The National Security Agency and other intelligence agencies have made progress in tying cyberattacks to China's People's Liberation Army and other specific sources, by combining cyberforensics with intelligence collection efforts, James Lewis, a cybersecurity specialist at the Center for Strategic and International Studies, told The Wall Street Journal.
The U.S. chief of counterintelligence issued a report last month accusing China of being the world's "most active and persistent" perpetrator of economic spying, the newspaper reported Monday.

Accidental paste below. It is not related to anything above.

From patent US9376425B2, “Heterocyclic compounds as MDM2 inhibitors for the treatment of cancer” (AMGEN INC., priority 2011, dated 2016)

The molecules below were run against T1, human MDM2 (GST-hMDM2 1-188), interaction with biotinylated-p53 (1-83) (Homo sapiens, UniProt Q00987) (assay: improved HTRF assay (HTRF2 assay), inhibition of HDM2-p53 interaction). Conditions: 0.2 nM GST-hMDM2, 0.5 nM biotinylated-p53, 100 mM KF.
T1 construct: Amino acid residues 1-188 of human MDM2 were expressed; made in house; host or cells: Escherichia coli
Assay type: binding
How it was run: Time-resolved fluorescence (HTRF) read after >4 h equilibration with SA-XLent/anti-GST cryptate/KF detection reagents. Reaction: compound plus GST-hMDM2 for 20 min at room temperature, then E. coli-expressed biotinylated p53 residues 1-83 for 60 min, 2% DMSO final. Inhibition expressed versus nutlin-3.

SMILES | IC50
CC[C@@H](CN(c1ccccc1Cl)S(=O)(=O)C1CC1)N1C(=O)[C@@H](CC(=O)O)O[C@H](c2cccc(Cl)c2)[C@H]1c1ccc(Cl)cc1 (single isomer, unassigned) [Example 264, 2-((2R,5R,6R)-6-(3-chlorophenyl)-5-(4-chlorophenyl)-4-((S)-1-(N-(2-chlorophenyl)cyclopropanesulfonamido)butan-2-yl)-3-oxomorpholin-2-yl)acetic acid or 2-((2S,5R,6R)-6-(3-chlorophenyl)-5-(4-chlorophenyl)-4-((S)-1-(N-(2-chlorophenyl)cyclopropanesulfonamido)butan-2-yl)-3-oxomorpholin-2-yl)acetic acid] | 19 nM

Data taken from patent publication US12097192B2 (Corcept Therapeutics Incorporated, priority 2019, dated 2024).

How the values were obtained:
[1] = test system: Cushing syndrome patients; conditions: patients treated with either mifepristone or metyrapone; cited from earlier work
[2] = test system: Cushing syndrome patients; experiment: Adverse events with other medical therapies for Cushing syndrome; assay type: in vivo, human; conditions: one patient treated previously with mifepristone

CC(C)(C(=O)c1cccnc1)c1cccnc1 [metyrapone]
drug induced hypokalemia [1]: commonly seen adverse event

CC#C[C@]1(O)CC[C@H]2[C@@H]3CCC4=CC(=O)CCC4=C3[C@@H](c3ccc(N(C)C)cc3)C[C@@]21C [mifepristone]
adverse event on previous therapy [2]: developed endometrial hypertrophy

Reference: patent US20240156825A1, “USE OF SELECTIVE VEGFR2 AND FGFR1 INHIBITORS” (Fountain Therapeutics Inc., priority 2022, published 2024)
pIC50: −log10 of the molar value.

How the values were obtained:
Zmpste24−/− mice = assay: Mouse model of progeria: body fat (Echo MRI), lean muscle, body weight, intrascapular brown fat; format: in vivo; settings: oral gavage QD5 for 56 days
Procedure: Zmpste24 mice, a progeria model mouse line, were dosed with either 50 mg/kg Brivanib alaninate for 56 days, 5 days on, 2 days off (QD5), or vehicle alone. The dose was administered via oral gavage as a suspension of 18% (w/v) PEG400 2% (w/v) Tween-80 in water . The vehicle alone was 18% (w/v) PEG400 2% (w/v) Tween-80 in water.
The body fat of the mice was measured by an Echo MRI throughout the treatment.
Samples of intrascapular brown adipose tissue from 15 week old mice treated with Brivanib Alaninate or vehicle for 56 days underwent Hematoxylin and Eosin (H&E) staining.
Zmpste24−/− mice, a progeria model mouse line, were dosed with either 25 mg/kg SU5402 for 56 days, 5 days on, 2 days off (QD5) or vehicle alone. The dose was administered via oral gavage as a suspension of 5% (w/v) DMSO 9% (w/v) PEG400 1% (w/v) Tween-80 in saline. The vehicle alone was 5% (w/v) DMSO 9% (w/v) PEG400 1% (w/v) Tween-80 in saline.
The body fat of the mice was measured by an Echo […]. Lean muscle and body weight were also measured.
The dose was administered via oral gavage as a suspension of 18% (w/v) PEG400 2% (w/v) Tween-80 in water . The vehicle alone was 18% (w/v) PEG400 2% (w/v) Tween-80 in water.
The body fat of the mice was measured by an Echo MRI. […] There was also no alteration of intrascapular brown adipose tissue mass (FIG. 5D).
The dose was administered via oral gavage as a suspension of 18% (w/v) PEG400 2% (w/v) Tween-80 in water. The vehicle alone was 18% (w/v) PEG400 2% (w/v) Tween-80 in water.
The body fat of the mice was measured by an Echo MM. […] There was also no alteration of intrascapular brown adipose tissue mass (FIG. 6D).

U.S. officials are working on a strategy to confront Chinese officials more directly about Internet hacking activities originating in their country. They warned China two weeks ago about the diplomatic consequences of economic spying, an unidentified former official familiar with the meeting told the Journal.
Besides the Chinese army, the Journal said U.S. officials have pinpointed a half-dozen non-military groups connected to universities and other organizations they believe have been cyberspying.
"It's actually a small number of groups that do most of the PLA's dirty work," Lewis said. "NSA is pretty confident of their ability to attribute [cyberespionage] to this set of actors."
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